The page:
Detaching, shredding and a lack of monks

I had a devastating manic episode a few days ago and I’ve been doing my hermit thing since. It’s very tempting to go on Twitter and rant about politics but politics was one of the contributory factors to this particular episode and the subsequent burn out.

I’ve been detaching from the world and tweeting once a day to say that I’m still not engaging with people. I do this because sometimes you get a bit overwhelmed with mentions and direct messages asking how you are when all you need is a quietness.

While I’ve been detaching from Twitter I’ve also been detaching from the outside world to a certain extent. I haven’t been talking to many people (which suits me well) and I haven’t been watching much television (politics again) so I’ve been sitting listening to music and rereading some of my favourite books. I’m totally submerged into Ray Bradbury’s “The Illustrated Man” as if it was the first time I’ve read it. I’ve bought a copy of Kafka’s Letters to Milena to dip into. My rats ate the last copy so I can, once again, relive his agonies and curse Milena.

Being a hardy north-easterner I put my duvet into storage about May and it stays off until about October. I’ve been shifting things around to fit it in somewhere and while I was doing that I found a pile of twenty or so greetings cards. I thought that the layers of dust were hiding a horde of memories that would spring to life in my mind and conjure up long past feelings in my heart and eyes but they didn’t. The cards were just words that could have been written to anyone by anyone. They didn’t stir memories but they did make me think why I’d clung on to them. I’m not sentimental and I think that I could have been holding on to them because I’d been convinced that when I opened them events and occasions from the past would pop out like some bizarre jack-in-the-box. I’ve just finished shredding them and have said goodbye to a pile of inked cardboard. The memories of that relationship (which are many, varied and risque) are still there they’re just in my head gathering dust instead.

This evening I’ve been talking to a friend and I noticed that the way that he uses language is quite different from the way I do. I ramble from the moment I wake up until I go to sleep and I’m lucky that my animal brood like the sound of my voice. I talk when there is often no need to talk. He is very spare with his words and I’d say the same thing in 10 times the volume and still not get to the point.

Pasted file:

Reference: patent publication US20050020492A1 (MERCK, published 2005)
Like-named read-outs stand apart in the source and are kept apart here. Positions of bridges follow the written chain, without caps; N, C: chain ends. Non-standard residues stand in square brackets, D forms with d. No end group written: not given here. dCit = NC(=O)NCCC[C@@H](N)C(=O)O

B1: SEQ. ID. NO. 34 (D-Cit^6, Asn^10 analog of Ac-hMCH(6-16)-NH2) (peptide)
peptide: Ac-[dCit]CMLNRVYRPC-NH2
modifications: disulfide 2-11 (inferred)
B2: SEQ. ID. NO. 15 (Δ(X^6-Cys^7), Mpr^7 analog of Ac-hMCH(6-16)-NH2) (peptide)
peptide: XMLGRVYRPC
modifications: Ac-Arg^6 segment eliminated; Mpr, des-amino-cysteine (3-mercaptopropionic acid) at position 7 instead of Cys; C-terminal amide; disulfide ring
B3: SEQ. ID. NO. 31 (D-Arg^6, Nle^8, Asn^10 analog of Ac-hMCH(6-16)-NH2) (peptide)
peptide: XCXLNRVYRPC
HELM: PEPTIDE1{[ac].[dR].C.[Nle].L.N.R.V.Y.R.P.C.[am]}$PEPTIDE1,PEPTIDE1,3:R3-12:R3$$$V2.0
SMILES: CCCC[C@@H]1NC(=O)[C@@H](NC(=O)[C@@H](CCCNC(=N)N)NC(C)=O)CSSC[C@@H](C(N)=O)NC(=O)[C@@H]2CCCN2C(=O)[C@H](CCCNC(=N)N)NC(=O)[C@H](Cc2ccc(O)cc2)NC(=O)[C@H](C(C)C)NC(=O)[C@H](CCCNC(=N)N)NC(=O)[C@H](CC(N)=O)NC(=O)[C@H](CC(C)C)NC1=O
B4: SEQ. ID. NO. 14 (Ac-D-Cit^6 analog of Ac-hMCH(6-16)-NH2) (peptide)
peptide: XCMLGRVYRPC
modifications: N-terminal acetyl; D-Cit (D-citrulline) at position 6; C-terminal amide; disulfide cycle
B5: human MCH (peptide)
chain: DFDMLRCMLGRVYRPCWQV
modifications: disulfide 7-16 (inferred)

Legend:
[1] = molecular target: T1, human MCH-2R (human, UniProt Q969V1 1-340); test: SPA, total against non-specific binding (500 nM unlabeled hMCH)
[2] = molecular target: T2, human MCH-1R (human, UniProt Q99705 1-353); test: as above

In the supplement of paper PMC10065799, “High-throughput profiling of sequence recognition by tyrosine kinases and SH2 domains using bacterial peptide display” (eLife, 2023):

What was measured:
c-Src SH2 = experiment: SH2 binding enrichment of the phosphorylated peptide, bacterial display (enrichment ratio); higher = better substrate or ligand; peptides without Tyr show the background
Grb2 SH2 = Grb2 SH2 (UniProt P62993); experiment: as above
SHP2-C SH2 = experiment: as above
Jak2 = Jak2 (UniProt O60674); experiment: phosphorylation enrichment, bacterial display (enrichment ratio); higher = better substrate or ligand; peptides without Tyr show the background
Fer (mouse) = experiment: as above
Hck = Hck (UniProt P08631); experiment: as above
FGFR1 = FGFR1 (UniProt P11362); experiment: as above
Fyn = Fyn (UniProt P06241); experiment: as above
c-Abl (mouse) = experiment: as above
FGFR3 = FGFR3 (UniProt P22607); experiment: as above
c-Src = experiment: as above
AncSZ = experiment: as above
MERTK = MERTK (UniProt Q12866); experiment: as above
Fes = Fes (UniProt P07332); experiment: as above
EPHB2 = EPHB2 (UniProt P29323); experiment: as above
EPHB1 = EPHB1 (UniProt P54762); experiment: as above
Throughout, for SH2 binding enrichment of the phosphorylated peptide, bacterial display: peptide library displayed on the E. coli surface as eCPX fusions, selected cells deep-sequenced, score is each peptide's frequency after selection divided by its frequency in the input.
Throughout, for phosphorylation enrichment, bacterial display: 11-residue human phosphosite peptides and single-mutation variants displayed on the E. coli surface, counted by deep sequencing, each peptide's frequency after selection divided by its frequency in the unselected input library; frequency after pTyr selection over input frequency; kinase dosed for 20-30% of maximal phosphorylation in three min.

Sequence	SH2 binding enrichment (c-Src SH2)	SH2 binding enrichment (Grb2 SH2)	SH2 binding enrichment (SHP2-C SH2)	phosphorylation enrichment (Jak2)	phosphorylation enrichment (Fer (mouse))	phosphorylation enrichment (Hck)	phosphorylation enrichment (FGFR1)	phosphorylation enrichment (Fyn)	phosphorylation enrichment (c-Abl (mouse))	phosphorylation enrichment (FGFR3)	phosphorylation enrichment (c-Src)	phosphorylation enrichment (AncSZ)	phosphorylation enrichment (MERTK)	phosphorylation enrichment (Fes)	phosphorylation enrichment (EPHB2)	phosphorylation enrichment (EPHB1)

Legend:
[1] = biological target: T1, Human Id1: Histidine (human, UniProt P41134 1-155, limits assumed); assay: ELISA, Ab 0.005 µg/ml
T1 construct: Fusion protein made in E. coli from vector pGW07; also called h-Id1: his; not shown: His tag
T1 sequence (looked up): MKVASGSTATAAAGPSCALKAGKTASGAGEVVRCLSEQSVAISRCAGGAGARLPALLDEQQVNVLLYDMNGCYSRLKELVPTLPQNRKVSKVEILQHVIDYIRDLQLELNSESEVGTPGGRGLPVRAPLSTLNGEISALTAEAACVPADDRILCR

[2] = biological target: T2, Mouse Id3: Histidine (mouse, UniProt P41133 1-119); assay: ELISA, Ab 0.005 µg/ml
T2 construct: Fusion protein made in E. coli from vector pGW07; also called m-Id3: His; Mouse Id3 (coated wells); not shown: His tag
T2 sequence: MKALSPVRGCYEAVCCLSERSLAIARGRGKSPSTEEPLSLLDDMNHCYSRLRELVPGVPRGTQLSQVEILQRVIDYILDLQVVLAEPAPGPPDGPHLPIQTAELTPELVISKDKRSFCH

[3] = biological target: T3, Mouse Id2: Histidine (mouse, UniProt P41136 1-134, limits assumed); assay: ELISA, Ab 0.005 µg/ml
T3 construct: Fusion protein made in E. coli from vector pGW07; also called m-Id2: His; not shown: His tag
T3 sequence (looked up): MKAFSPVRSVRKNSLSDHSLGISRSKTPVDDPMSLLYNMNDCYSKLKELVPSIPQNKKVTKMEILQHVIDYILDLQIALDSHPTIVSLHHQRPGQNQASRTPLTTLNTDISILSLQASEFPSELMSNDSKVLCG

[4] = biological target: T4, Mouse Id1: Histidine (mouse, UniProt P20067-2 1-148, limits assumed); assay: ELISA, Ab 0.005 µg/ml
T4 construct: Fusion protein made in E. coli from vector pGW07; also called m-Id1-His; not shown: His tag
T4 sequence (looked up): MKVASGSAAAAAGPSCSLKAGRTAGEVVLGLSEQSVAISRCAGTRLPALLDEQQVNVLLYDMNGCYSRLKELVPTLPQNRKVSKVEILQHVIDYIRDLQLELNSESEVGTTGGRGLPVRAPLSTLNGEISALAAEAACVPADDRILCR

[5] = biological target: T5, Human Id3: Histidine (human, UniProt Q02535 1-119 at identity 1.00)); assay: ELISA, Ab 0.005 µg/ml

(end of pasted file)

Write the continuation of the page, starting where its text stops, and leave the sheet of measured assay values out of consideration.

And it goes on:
I have spent times when my words were more considered and sparse but that is way back more than half my life ago when I was living in the little house in the woods and working part of the time in a monastery. Perhaps I need monks in my life again or maybe all I need to do is read the Rule of St Benedict and get back to the values, spirituality and silence that was.

Music, memories and all that

There’s sod all on telly tonight so I’ve been playing a compulsive game on my tablet and listening to music. The playlist has been the Jackie album (which will mean nothing to non British people) and it’s been stirring a few memories.

Some of the memories are cringingly embarrassing – kissing the telly when David Cassidy was on for instance but some of them are wonderful and are the ones that have shaped me into the person I am today.

Young, Gifted and Black came on and I sang along with gusto whilst all the animals sat with their paws over their ears. I thought about the MacLennans¬† who were¬†a wonderful family we met just after we moved house in the early 70s. They were always Uncle and Auntie Mac and I suppose they had first names but I’ve never know them.

They had two (I think) sons who stayed back in Jamaica when they came to England and three daughters who were around the same age as me and my brother and sister. Beverley and Joyce were great but I adored Barbara and I still do even though I haven’t seen her for years.

I spent al lot of time at their house and loved it when Uncle Mac let me help him burn the reeds to shape for his saxophone. I’m sure I ballsed them up completely but he let me do it anyway. He gave me my first hard liquor – a tiny glass of mega strong white rum that you’d never get in a shop, if you know what I mean, with a bare dash of tonic. He was my favourite uncle.

I encountered racism for the first time when I was walking around with Barbara one day and I was devastated that people could be so full of hate just because they didn’t like the colour of her skin when I loved the person that she was.

On the day that is now known as 7/7 we were shocked and scared for our Muslim friends when we heard about the bombings in London, my dad was diagnosed with lung cancer (he died 10 weeks later) and Barbara had a brain haemorrhage on her way to work. I think it’s fair to say it was right up there as one of the shittiest days in my life.

Barbara recovered and went back to work which was amazing, my dad, as I said, died later that year and one of our Muslim friends gave us the money to pay for his funeral because he didn’t want us or his Auntie Winnie (my mum) worrying about it.

Memories eh, wonderful bloody things.